Stay tuned, dear blog readers. Stay tuned.

Finally, 232 Pages Into THE FOREVER WAR

We encounter the first American diplomat who speaks “perfect Arabic.”

This is pretty sad. It’s Robert Ford, the American Embassy’s chief political officer. Self looked him up. The Wikipedia page has rather skimpy information. He was a graduate of Johns Hopkins. That’s where he picked up his “perfect Arabic”? She always knew Johns Hopkins was a great school. She wonders if Stanford University offers Arabic? It has to, now, one would think.

Self is still pondering her previous post, about the Blackwater security people who were killed in Falluja, two of whose charred bodies were strung from a bridge over the Euphrates.

Whoever did it knew they were coming. But there was not the slightest trace of apprehension among the Blackwater people in that destroyed car. Either they were just masking their fear, or they had no choice, or they were really that arrogant.

Filkins describes Falluja as “a bomb factory.”

Come to think of it, self is pretty sure she’s read another book by Filkins. All she can remember is the AC/DC moment, hardly anything else. So, nothing prepared her, really for The Forever War. This is such a good book.

She has read soooo many books about Iraq. But the only other one she can remember with any clarity is Rajiv Chandrasekaran’s Imperial Life in The Emerald City — nice euphemism for the Green Zone in Baghdad.

Stay tuned, dear blog readers. Stay tuned.

Blackwater/ Falluja

All morning (because self is still reading Dexter Filkins), she has been trying to imagine what it would feel like to say good-bye to a friend, then to see, two hours later, on a small TV screen in a bar where one has gone to unwind, that friend’s car engulfed in smoke, all four doors flung open wide, as if someone had dragged something — a body, maybe? Not your friend, surely this is a joke — out.

The car is just sitting there, in the middle of the street, how strange.

There is no connection between the friend you spoke to that morning and the image of that banged up car. None whatsoever.

Because when you said good-bye that morning, his car was absolutely pristine. In good shape. Maybe in need of a wash, but there were no holes in the sides.

“It just happened,” someone in the bar says.

Oh, like, a few minutes ago? And you’re sitting in a bar. Staring.

That’s so-and-so’s car.

How could anyone recognize a car as belonging to a friend when it looks like that? Like a burned-out wreck of a car? Like it’s been through a demolition derby? Who drives a car like that? Why would anyone?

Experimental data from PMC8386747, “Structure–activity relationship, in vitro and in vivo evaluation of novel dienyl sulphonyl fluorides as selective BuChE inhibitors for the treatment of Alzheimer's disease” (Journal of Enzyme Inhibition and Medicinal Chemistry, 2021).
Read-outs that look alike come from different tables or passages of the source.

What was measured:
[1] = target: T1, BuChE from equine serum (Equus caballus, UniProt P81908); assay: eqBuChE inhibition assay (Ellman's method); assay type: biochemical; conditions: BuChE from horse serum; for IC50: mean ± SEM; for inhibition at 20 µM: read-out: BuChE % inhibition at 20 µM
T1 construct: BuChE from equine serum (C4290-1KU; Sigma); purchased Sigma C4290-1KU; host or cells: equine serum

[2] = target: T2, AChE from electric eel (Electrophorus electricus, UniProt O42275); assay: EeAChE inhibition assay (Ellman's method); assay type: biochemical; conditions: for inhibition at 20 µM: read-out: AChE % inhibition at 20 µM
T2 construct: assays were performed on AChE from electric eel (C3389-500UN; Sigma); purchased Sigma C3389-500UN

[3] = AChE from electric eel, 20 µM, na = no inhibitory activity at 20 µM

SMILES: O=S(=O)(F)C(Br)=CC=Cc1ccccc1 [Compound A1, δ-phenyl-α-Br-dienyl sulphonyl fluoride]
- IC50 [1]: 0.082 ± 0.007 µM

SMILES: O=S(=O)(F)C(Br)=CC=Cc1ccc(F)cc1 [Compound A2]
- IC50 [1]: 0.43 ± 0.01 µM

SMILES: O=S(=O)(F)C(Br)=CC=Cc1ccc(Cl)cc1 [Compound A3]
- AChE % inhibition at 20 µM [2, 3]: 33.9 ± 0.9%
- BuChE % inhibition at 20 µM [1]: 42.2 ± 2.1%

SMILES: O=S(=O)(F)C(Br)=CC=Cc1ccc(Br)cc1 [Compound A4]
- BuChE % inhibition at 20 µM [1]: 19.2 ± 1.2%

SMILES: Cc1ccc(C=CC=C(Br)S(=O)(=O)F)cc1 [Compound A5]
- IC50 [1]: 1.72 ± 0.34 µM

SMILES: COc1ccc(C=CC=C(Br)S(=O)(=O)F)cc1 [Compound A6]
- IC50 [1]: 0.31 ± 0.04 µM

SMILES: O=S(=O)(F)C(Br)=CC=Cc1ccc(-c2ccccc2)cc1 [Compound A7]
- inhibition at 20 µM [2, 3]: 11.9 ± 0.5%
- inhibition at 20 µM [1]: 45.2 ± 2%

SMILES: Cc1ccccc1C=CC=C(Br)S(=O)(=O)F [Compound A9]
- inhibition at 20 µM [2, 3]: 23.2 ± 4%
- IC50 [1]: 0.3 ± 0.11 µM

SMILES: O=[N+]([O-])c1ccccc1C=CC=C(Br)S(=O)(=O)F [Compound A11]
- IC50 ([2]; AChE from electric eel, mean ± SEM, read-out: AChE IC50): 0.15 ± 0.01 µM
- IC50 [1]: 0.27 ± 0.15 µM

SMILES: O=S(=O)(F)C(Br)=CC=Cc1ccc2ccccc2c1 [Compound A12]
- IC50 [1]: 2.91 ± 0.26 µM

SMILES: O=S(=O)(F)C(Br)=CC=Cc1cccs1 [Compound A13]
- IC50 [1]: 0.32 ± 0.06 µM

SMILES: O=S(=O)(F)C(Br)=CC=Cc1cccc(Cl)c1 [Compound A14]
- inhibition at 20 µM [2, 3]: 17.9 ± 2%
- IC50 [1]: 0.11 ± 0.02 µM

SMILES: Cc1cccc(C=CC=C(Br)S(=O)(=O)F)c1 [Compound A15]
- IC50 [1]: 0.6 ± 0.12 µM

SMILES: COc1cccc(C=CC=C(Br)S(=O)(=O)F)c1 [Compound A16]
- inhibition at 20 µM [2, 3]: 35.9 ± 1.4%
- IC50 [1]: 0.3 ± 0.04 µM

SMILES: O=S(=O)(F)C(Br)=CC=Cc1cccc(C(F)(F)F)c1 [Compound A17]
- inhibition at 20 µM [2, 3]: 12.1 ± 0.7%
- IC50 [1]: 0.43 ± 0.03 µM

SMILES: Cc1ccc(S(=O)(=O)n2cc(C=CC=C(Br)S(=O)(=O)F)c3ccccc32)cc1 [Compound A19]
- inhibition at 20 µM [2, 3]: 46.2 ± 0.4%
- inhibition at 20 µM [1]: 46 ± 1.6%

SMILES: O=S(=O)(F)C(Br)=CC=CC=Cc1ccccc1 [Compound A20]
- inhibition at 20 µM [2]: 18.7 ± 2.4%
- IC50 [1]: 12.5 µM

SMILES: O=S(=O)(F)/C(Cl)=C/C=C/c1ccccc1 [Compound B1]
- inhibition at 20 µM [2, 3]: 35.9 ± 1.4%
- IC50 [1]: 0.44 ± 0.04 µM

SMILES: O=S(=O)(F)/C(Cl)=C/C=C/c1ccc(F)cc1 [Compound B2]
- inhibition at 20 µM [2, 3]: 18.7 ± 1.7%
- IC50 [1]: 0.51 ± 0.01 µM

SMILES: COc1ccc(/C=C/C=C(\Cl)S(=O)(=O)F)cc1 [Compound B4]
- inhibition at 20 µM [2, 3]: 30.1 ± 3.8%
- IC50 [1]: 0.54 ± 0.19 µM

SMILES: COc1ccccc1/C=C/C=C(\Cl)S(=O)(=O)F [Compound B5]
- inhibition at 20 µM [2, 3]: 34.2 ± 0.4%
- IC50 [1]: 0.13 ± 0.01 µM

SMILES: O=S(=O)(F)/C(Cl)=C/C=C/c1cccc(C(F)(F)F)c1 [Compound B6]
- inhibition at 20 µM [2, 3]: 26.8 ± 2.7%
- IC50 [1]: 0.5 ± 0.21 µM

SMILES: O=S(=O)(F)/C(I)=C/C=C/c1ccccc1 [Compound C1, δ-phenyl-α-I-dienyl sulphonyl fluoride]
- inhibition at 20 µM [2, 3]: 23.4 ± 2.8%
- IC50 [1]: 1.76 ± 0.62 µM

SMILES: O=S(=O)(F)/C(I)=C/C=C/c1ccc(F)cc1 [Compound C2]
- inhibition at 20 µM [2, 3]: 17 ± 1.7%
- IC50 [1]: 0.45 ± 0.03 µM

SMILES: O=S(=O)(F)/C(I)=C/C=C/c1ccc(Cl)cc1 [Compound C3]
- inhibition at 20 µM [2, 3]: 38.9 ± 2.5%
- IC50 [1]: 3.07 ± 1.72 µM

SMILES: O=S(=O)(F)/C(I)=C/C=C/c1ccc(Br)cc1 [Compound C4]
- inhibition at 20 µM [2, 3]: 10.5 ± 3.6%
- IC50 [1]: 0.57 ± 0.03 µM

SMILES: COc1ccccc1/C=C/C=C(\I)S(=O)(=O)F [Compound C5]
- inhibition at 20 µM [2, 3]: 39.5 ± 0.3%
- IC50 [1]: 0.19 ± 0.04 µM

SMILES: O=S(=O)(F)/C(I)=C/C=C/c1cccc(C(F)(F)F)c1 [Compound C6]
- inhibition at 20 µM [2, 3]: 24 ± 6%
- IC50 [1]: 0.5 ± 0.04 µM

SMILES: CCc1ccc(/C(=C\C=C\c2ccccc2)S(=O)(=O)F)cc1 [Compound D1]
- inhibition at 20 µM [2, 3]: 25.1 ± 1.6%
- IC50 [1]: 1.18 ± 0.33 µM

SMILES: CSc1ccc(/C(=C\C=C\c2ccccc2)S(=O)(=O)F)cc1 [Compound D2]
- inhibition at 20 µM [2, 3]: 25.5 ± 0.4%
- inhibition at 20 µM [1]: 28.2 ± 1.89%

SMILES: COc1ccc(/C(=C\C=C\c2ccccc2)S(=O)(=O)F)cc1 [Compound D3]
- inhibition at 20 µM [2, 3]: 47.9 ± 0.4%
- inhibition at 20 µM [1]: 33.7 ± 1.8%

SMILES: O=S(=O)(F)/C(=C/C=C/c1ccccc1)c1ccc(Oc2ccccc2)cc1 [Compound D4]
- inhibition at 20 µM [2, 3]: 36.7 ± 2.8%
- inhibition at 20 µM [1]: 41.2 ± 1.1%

And besides, the TV. Your friends never appear on TV. They’re so small-time, they’re not even. Not the slightest bit news-worthy. Your friends are just people. What an invasion of privacy. Did someone get their permission to film them?

 

Today, Pondering Joan Didion

Mulling over a list of attitudes that can be considered “magical thinking.”

Remember the book that Joan Didion wrote, several years back, called The Year of Magical Thinking? Ying was reading it in the apartment in Tel Aviv when self visited her, just a few months before she succumbed, at 37, to leukemia. Ying told self it was a very good book.

Honestly, self does not know how Ying managed to read a book like that when she herself was struggling for her life. But that’s how Ying was. She was compassionate and loving, but also remarkably clear-eyed and unsentimental. She was brave. The last thing Ying told self, shortly before she left Tel Aviv was, “I don’t think I’m going to make it.”

Today, self flipped open one of her journals and the first thing her eyes landed on was this list:

EXAMPLES OF MAGICAL THINKING:

  • My “stuff” will save me.
  • My writing will save me.
  • Being good will save me.
  • My degrees will save me.
  • My 260-thread-count bed linens will save me.
  • Other people will save me.

Denial is the most dangerous form of coping mechanism.

Stay tuned, dear blog readers. Stay tuned.

 

 

 

 

Reading List 2016, Updated

Just finished:  The Piano Shop on the Left Bank, by Thad Carhart (Charming)

Starting: The Piano Tuner, by Daniel Mason: a novel set in Burma

Then:

  • The Piano Player, by Kurt Vonnegut (Nephew’s favorite writer)
  • Road Dogs, by Elmore Leonard (One of self’s favorite writers)
  • The Little Stranger, by Sarah Waters (Another of self’s favorite writers)
  • The Forever War, by Dexter Filkins

Stay tuned, dear blog readers. Stay tuned.